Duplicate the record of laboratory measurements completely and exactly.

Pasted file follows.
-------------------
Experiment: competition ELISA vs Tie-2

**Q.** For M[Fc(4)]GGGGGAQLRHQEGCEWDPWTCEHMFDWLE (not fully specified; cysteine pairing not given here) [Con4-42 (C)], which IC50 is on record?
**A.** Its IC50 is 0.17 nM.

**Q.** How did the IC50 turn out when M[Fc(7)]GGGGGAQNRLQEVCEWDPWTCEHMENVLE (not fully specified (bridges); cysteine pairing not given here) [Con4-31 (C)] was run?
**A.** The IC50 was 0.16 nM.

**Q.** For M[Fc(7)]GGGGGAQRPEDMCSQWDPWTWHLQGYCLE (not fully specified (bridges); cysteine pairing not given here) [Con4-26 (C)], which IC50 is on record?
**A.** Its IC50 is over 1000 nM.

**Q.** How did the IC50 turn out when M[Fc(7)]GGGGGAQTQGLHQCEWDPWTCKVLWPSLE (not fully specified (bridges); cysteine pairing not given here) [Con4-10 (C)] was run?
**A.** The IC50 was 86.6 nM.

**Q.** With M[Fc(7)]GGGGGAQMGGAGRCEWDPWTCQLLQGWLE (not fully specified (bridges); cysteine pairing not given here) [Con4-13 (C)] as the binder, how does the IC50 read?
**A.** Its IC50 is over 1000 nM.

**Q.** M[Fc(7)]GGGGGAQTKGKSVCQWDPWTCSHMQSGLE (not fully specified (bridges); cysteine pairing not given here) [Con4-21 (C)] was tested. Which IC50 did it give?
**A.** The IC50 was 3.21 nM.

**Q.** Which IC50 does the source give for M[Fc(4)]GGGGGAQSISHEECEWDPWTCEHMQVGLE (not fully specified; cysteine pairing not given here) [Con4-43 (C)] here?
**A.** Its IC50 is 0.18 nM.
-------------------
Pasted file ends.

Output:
Experiment: competition ELISA vs Tie-2

**Q.** For M[Fc(4)]GGGGGAQLRHQEGCEWDPWTCEHMFDWLE (not fully specified; cysteine pairing not given here) [Con4-42 (C)], which IC50 is on record?
**A.** Its IC50 is 0.17 nM.

**Q.** How did the IC50 turn out when M[Fc(7)]GGGGGAQNRLQEVCEWDPWTCEHMENVLE (not fully specified (bridges); cysteine pairing not given here) [Con4-31 (C)] was run?
**A.** The IC50 was 0.16 nM.

**Q.** For M[Fc(7)]GGGGGAQRPEDMCSQWDPWTWHLQGYCLE (not fully specified (bridges); cysteine pairing not given here) [Con4-26 (C)], which IC50 is on record?
**A.** Its IC50 is over 1000 nM.

**Q.** How did the IC50 turn out when M[Fc(7)]GGGGGAQTQGLHQCEWDPWTCKVLWPSLE (not fully specified (bridges); cysteine pairing not given here) [Con4-10 (C)] was run?
**A.** The IC50 was 86.6 nM.

**Q.** With M[Fc(7)]GGGGGAQMGGAGRCEWDPWTCQLLQGWLE (not fully specified (bridges); cysteine pairing not given here) [Con4-13 (C)] as the binder, how does the IC50 read?
**A.** Its IC50 is over 1000 nM.

**Q.** M[Fc(7)]GGGGGAQTKGKSVCQWDPWTCSHMQSGLE (not fully specified (bridges); cysteine pairing not given here) [Con4-21 (C)] was tested. Which IC50 did it give?
**A.** The IC50 was 3.21 nM.

**Q.** Which IC50 does the source give for M[Fc(4)]GGGGGAQSISHEECEWDPWTCEHMQVGLE (not fully specified; cysteine pairing not given here) [Con4-43 (C)] here?
**A.** Its IC50 is 0.18 nM.